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The Ultimate Review of Unai Emery’s Reign. A Detailed Account of The Spaniard’s Rise and Fall.

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Portrayed as a fraud. Painted as a failed genius by others, there is more to Unai Emery’s tenure with Arsenal than meets the eye. Charged with the titanic assignment of returning Arsenal to Champions League ascension, Arsène Wenger’s successor highlighted the arrival of a new era.

For the first time in over two decades, Arsenal appointed a new manager. Chosen from an extensive list of candidates, Unai Emery was fresh, new, and invigorating.

Communication and Background

For all his glory and success within Spain, Unai Emery has suffered in his time outside it.

An extraordinary three European triumphs with Sevilla, signified his status as an elite manager. Not only did he win an unprecedented three UEFA Europa Leagues in a row, but his Sevilla side finished as runners-up in the 2015/16 Copa Del Rey Final.

Up against a superior Barcelona, who fielded a deadly trio of Neymar, Messi and Luis Suárez, Sevilla lost in extra-time. On a lesser budget with an inferior side, Emery rattled the titans of La Liga.

However, his time spent outside Spain has proven to be anticlimactic. In between his years with Valencia and then Sevilla, he tried his hand at management in Russia. Sacked within a handful of months at Spartak Moscow, his gloomy departure was announced inside his own dressing room.

Unai Emery’s biggest flaw, his Achilles Heel, can be summarised in one word. Communication.

In Paris, he was ridiculed by the French media for his French. The former Valencia and Sevilla manager can attest to this himself, “When I was at PSG, I tried to communicate in French, but people were sarcastically mocking my efforts.”

In a 2019 interview with El Mundo, Emery mentioned: “Here at Arsenal, I speak broken English but all I hear is complementary words for putting the efforts in and trying to speak.”

Reports from behind the scenes indicate his own players at Paris Saint-Germain and at Arsenal openly mocked him with disrespectful impressions.

Players outside of Spain have found him difficult to fully understand. His messages are muddled and his instructions are uneasy to grasp. Difficulty getting messages across to the English press and in interviews for Arsenal was apparent during his stay in London.

Tormented with, “Good Ebening,” the Basque tactician’s greatest flaw has been his inability to command a foreign language.

Russia, France and England. Emery has faced adjustment pains with the language of each country. At Spartak Moscow he crashed and burned, in France and England he struggled to effectively communicate his ideas.

With Paris Saint-Germain he won a Ligue 1 title, two Coupe de France titles and two Coupe de la Ligue’s. Yet, the French giants were unsatisfied with his work and he was subsequently let go.

Appointed as Arsenal’s new manager, he initially breathed life into a resurgent Arsenal side. A few months after he joined, fans chanted: “We’ve got our Arsenal back,” after a 5-1 demolition of Fulham at Craven Cottage.

Throughout his eighteen-month rule of the club, his navigation of English would gradually improve. Despite this, he was unable to perfectly express his ideas and tactics with his players or the media, as his control in the dressing room eventually weakened…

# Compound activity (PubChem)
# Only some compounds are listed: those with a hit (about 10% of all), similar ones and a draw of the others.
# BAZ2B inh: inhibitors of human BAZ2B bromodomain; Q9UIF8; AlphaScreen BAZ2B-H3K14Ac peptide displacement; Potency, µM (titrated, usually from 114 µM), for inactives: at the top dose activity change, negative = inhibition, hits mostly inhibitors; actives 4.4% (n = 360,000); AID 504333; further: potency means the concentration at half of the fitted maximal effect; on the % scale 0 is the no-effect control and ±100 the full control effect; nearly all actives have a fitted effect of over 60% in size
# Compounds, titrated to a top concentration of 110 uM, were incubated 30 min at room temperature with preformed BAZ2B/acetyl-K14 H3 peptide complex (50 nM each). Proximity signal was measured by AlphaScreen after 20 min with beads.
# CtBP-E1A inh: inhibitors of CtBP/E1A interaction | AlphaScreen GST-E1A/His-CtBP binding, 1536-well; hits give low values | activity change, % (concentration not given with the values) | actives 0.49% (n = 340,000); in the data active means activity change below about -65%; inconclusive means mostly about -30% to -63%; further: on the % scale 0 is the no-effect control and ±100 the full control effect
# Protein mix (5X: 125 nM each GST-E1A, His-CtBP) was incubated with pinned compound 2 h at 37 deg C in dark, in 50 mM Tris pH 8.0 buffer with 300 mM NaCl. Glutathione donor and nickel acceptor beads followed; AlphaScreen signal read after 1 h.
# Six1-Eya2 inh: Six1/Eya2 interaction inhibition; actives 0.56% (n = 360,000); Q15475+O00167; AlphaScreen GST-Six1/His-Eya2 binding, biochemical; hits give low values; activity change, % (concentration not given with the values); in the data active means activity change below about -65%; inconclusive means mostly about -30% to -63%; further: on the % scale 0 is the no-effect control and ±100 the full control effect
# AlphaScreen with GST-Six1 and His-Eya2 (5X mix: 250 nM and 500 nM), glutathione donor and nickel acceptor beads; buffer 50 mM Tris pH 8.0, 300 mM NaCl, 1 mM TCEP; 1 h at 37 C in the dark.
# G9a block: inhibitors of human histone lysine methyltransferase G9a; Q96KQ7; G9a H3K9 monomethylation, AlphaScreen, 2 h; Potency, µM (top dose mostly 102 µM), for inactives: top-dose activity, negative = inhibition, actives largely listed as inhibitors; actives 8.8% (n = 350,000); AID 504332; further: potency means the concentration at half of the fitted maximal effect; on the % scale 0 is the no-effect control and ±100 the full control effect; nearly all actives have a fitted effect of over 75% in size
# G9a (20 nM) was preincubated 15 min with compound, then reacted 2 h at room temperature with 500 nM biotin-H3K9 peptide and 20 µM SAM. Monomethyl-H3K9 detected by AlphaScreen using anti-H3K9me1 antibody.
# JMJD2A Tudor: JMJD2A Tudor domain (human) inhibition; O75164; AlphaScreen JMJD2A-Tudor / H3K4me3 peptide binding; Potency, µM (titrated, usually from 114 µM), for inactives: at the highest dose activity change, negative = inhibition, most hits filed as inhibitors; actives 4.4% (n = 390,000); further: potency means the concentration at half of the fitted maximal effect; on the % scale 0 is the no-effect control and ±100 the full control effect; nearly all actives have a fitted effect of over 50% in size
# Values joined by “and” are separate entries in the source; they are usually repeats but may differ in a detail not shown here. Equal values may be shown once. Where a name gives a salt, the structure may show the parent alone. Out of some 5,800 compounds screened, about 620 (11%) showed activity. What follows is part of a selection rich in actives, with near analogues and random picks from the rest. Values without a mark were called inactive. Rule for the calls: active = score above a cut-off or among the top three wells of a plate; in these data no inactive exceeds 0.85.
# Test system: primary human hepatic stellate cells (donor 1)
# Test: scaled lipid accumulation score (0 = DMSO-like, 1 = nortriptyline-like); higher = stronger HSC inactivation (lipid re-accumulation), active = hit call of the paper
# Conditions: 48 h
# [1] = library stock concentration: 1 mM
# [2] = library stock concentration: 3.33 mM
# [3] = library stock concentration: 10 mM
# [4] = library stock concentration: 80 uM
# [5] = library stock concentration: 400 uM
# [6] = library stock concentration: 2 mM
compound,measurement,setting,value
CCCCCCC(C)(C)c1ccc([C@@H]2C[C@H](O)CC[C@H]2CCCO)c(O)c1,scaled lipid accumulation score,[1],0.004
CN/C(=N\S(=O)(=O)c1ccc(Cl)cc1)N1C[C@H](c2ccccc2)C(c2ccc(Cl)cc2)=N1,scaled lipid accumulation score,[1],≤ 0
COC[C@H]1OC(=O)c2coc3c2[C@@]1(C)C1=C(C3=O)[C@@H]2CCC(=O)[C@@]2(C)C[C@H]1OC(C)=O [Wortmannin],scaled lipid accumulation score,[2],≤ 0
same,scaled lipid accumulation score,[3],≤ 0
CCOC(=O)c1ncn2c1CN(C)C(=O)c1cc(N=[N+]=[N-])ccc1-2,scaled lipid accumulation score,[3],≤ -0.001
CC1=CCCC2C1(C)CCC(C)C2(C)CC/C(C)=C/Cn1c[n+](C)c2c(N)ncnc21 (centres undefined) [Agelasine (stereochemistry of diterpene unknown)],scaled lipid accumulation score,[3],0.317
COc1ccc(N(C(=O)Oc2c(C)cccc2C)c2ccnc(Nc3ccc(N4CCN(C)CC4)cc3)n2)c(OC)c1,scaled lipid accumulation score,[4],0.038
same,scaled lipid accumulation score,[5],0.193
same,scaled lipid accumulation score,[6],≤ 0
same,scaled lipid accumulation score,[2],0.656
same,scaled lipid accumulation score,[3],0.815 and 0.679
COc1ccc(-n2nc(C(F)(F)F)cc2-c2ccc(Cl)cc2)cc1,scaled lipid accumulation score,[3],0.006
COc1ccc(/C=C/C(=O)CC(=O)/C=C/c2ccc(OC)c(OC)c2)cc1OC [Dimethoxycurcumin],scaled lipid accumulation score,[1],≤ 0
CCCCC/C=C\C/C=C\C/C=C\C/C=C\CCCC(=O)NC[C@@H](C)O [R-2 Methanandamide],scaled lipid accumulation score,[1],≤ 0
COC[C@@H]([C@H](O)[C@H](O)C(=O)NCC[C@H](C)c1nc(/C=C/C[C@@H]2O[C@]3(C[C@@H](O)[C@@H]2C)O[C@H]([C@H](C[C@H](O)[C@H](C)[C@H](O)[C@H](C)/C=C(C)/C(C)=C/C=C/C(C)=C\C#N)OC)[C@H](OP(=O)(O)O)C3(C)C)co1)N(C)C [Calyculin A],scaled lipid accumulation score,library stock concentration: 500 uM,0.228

The Good: 

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Frequent substitutions were a key factor in Emery’s early success. Used to re-gain momentum in games, his blend of tactics received high praise, as Arsenal embarked on an unbeaten run which stretched to twenty-two games.

Fruit juice was banned, second half changes became common and a more intensive style was implemented.

A fiery comeback against Tottenham in the North London Derby, showcased remarkable progress. Like a madman on the sidelines, Emery commanded his players forwards, screamed instructions and masterminded a passionate and unforgettable victory in a rocking stadium.

Another monumental victory in a London Derby would soon follow. Against Chelsea, another challenger and Champions League contender, Arsenal would grab an important January victory.

Emery’s brilliant tactical adjustments made Chelsea appear directionless. A dogged display, combined with clinical finishing and the effective man-marking of Jorginho by Aaron Ramsey, earned Arsenal a 2-0 victory over a disjointed Chelsea at the Emirates Stadium.

On Matchday thirty-one, Arsenal sat in third place. On a six-match unbeaten run with five wins and an unfortunate draw against Tottenham, optimistic fans sang: “Unai Emery’s red and white army!”

Spearheaded by Aaron Ramsey, Lacazette and Pierre-Emerick Aubameyang, Arsenal crushed Newcastle United on April Fool’s Day. The Champions League promised land drew ever nearer.

Away from home two games earlier, Aubameyang missed a crucial last-minute penalty against rivals Tottenham. Despite the dropped points and missed opportunity to claim a league double against Tottenham, Arsenal still found themselves in a strong position with seven league games left.

Arsenal also began to excel in the UEFA Europa League. Successive quarter final victories over Napoli, presented fans with hope they could win the famous trophy.

Next up, Arsenal faced Emery’s former side Valencia. Held at the hostile Mestalla stadium, Arsenal’s first leg lead of 3-1, was cut down to 3-2. Within minutes Arsenal had conceded a scrappy goal.

Under immense pressure, trailing away from home in an intimidating atmosphere, this was the quintessential game Arsenal would so often capitulate in. Except, Emery’s side reversed the tide. Valencia were instead outgunned in a topsy-turvy semi-final.

One of Emery’s greatest victories in his North London tenure, took Arsenal to their first European Final since 2006.